Errors Travel in the Opposite Direction

by Jan 2, 2013

Here's a piece of code for you to wrap your head around:

1..10 | 
  ForEach-Object { trap { Write-Host "Phew: $_" continue } $_ } | 
  ForEach-Object { if ($_ -gt 4) { Throw "Too big!" } else { $_ } }

Ten numbers are fed into the pipeline. They reach the downstream cmdlet ForEach-Object which basically only implements an error handler (trap) and then passes the number on to the next downstream cmdlet which happens to be another ForEach-Object.

The second ForEach-Object checks the number, and if it is greater than 4, it throws an error.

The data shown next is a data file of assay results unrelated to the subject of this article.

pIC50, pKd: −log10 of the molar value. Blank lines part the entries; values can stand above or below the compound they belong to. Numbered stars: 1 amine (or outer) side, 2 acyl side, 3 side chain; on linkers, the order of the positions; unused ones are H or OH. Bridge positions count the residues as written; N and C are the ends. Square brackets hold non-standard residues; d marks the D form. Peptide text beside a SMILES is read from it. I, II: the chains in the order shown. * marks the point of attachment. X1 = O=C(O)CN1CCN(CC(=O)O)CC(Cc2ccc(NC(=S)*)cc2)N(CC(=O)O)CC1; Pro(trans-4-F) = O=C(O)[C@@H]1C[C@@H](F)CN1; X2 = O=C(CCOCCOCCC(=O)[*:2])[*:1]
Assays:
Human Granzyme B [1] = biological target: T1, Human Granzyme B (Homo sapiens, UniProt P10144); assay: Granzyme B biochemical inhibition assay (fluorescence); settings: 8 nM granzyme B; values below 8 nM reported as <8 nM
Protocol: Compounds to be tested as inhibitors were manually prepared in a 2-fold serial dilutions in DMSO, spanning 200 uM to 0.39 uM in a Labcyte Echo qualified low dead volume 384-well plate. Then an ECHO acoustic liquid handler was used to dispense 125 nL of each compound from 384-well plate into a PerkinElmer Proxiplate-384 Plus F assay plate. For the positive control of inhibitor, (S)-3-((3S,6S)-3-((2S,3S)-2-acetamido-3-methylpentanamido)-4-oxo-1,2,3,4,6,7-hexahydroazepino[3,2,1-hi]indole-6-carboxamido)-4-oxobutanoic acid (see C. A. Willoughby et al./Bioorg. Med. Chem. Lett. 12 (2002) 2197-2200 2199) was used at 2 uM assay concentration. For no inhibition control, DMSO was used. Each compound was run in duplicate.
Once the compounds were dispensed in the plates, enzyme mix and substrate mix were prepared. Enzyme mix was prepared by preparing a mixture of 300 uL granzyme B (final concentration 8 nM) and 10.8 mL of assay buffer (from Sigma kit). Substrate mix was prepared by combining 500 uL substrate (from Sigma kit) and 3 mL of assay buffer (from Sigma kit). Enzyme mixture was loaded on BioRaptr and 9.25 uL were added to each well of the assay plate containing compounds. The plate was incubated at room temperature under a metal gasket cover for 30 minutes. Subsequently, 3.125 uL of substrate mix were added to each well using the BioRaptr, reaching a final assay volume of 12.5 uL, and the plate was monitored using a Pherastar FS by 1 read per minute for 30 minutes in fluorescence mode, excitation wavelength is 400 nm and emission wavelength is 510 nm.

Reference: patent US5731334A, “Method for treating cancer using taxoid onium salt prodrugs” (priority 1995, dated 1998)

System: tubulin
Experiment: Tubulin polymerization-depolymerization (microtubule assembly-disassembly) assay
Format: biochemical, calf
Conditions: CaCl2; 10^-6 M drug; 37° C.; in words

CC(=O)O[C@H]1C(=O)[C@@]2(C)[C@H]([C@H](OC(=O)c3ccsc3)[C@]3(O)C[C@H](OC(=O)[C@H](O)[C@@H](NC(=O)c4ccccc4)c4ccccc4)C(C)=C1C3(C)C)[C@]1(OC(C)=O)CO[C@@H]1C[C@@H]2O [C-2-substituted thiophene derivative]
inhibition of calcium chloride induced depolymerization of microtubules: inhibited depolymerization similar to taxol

Pipelines usually work strictly downstream, so if something happens in a downstream cmdlet, upstream cmdlets won't notice. Errors (exceptions), however, travel the opposite direction, so when you run the code, this is the result:

Phew: Too big!
Phew: Too big!
Phew: Too big!

Although the second ForEach-Object encountered some special situation, it is the first (upstream) cmdlet that responds to it.

This basically enables you to establish an inner-pipeline-communication-system where a downstream cmdlet can tell an upstream cmdlet: "I've had enough"! Coincidentally, this is how PowerShell 3.0 implemented Select-Object with its parameter -First. Once the first x elements are received, upstream cmdlets stop.

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